By 1818, Necho Allen resided here, engaged in lumbering, and built a saw-mill.[12] Although coal was to become the principal commodity transported on the canal, the company conveyed lumber and merchandise as well.[13] By 1828 the village consisted of six homes, one store, an office building and a large stone warehouse, used to store produce, which was brought in wagons from surrounding counties to be sent to market in Philadelphia.[14]

In 1829 John White (President of the Mt. Carbon Railroad) began the Mansion House construction here.[15] During this same year, the Norwegian and Mount Carbon Railroad was incorporated and by April 1831, coal was being conveyed through Mt. Carbon from the rich coalfields north and west of present day Pottsville to Philadelphia.[16]

In 1842, the Philadelphia and Reading Railway Company had made Mt. Carbon the termination point of its railroad line from Philadelphia in direct competition with the Schuylkill Canal.[17] The canal company was leased by the railroad in 1870 and the canal north of Port Clinton was abandoned at the signing of the lease.[18] The Philadelphia and Reading Company leased the Mt. Carbon Railroad on May 16, 1862, and merged the line into the parent organization on June 13, 1872.[19]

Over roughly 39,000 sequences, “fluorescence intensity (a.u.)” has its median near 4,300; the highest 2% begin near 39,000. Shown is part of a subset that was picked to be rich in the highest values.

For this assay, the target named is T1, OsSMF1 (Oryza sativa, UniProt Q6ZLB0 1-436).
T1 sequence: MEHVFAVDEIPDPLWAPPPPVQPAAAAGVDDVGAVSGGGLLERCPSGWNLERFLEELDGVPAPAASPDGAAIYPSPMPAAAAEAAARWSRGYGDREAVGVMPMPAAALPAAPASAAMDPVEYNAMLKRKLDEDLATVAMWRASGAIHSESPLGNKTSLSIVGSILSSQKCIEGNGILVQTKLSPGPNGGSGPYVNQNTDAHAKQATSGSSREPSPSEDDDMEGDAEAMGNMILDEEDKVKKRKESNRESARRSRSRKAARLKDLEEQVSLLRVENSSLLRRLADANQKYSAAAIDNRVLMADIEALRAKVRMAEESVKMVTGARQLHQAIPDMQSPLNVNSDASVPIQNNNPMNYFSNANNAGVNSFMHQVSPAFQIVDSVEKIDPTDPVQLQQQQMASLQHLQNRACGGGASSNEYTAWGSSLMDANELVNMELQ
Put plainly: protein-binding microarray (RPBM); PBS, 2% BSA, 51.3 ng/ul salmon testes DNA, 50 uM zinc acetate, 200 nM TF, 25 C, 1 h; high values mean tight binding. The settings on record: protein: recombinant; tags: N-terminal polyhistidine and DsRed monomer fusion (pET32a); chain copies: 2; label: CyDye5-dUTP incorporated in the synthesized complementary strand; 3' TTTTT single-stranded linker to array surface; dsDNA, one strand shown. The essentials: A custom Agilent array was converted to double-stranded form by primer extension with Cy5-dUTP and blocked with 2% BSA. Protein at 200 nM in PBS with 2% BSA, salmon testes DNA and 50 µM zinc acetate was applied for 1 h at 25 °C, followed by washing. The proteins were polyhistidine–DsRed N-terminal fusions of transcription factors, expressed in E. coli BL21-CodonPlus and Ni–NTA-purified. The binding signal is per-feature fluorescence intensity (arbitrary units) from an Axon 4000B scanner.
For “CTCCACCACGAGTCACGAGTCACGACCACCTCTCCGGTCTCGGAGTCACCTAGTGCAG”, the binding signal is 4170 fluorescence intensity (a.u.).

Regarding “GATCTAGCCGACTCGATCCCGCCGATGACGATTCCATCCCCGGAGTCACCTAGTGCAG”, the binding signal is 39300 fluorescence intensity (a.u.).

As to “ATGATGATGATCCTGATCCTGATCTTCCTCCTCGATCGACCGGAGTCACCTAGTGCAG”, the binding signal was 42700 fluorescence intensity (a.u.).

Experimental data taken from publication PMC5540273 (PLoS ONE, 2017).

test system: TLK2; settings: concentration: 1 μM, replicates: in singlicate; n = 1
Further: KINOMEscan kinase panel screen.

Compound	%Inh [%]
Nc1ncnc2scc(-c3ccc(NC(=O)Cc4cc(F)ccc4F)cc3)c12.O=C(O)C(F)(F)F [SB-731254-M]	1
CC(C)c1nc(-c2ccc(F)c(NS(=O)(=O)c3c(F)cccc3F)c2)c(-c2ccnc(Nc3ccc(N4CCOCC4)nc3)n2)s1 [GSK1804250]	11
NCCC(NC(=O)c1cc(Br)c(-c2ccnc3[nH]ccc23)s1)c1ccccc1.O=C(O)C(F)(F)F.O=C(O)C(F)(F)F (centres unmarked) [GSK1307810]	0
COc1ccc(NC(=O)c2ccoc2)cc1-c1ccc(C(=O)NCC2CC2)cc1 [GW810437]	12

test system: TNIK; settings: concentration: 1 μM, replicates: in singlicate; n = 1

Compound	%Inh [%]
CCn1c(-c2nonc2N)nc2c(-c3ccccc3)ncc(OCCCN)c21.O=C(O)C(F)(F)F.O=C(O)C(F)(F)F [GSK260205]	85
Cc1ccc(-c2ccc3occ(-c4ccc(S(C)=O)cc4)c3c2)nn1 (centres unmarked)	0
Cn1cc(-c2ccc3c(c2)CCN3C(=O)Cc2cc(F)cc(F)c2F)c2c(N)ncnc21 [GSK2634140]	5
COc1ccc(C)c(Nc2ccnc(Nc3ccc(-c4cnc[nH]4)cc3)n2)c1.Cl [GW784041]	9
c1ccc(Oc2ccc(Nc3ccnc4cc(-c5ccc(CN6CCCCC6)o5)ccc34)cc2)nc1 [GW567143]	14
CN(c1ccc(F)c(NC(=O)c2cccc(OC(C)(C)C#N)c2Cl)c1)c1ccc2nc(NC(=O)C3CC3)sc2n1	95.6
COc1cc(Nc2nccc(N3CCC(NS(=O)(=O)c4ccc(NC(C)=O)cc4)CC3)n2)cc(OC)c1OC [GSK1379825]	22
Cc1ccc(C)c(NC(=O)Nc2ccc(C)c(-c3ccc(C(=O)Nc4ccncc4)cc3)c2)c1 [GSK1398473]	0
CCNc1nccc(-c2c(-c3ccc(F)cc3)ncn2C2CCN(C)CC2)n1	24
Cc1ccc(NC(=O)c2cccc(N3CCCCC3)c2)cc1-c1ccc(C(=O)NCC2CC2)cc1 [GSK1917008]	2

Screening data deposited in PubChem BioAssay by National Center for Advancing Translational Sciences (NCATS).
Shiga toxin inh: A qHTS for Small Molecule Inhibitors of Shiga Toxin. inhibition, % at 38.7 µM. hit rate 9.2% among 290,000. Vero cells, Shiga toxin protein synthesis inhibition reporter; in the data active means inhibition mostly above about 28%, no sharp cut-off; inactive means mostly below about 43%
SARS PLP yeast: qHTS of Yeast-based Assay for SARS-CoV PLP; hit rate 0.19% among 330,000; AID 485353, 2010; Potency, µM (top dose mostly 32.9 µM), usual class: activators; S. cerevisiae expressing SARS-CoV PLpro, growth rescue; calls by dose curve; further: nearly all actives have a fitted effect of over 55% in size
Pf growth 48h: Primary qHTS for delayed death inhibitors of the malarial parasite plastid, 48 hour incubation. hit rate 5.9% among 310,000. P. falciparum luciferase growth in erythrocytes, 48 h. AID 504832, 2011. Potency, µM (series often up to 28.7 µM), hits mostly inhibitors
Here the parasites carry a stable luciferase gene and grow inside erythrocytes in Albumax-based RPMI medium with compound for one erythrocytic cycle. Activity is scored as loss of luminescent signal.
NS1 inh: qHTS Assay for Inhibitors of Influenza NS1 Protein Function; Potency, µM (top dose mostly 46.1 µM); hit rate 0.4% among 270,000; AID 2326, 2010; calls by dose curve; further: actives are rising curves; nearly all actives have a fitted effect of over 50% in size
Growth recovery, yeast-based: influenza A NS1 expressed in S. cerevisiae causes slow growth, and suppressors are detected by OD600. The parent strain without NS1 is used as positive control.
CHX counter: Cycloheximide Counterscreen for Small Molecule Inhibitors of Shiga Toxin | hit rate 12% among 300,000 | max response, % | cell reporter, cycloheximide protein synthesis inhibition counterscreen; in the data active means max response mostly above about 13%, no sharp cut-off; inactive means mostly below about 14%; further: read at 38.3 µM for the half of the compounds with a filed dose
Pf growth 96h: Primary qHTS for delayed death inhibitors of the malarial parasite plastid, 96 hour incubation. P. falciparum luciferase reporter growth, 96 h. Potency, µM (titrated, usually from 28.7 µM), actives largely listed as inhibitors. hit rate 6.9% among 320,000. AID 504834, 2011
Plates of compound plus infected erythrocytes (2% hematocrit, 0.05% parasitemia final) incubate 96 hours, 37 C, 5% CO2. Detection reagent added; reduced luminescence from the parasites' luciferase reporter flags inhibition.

1. ^ "2019 U.S. Gazetteer Files". United States Census Bureau. Retrieved July 28, 2020.
  2. ^ a b "Population and Housing Unit Estimates". United States Census Bureau. May 24, 2020. Retrieved May 27, 2020.
  3. ^ "Go-getter," 18, ousts mayor in Michigan, by Wendy Koch, USA TODAY, November 9, 2005
  4. ^ a b Sheehan, Daniel Patrick (January 17, 2020). "Why the borough of Mount Carbon might vanish from the map". The Morning Call. Allentown, PA. Retrieved March 19, 2020.
  5. ^ "US Gazetteer files: 2010, 2000, and 1990". United States Census Bureau. 2011-02-12. Retrieved 2011-04-23.
  6. ^ "Census of Population and Housing". U.S. Census Bureau. Retrieved 11 December 2013.
  7. ^ a b "U.S. Census website". United States Census Bureau. Retrieved 2008-01-31.
  8. ^ "Incorporated Places and Minor Civil Divisions Datasets: Subcounty Resident Population Estimates: April 1, 2010 to July 1, 2012". Population Estimates. U.S. Census Bureau. Archived from the original on 11 June 2013. Retrieved 11 December 2013.
  9. ^ History of Schuylkill County, Pa: W. W. Munsell, Mcnamara Press: New York, 1881, p. 250
  10. ^ SCHUYLKILL CANAL BOOSTED KING COAL by WALTER KRAUS, The Morning Call, Allentown, Pa., February 2, 1984
  11. ^ Kraus, Morning Call, 1982
  12. ^ Munsell, 1881, p. 250
  13. ^ Kraus, Morning Call, 1982
  14. ^ Munsell, 1881, p. 250
  15. ^ Munsell 1881, p. 250
  16. ^ GROUP V, The Mt. Carbon Railroad, THE DANVILLE & POTTSVILLE R. R., by EARL J. HEYDINGER, The Railway and Locomotive Historical Society Bulletin, No. 107 (OCTOBER 1962), pp. 34-39
  17. ^ Kraus, Morning Call, 1982
  18. ^ Kraus, Morning Call, 1982
  19. ^ Heydinger, October 1962, P. 34